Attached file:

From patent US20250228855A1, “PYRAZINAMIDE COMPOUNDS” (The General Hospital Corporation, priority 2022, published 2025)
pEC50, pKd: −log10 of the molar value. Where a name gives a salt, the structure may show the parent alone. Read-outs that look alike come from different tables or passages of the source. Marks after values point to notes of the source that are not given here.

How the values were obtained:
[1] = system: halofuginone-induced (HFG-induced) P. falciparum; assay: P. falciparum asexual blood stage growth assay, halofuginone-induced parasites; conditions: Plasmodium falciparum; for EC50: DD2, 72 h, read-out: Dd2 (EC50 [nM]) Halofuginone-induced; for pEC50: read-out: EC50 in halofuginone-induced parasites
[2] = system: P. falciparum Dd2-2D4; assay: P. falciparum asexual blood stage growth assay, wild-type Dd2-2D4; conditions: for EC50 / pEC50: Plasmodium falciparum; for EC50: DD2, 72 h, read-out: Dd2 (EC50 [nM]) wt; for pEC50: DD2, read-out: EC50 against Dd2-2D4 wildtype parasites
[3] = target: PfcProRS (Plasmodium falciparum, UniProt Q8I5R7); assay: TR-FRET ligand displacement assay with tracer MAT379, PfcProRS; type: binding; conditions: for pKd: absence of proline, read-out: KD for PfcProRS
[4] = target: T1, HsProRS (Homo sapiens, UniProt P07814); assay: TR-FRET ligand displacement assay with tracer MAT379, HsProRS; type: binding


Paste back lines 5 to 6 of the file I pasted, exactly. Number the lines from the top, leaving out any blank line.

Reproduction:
[2] = system: P. falciparum Dd2-2D4; assay: P. falciparum asexual blood stage growth assay, wild-type Dd2-2D4; conditions: for EC50 / pEC50: Plasmodium falciparum; for EC50: DD2, 72 h, read-out: Dd2 (EC50 [nM]) wt; for pEC50: DD2, read-out: EC50 against Dd2-2D4 wildtype parasites
[3] = target: PfcProRS (Plasmodium falciparum, UniProt Q8I5R7); assay: TR-FRET ligand displacement assay with tracer MAT379, PfcProRS; type: binding; conditions: for pKd: absence of proline, read-out: KD for PfcProRS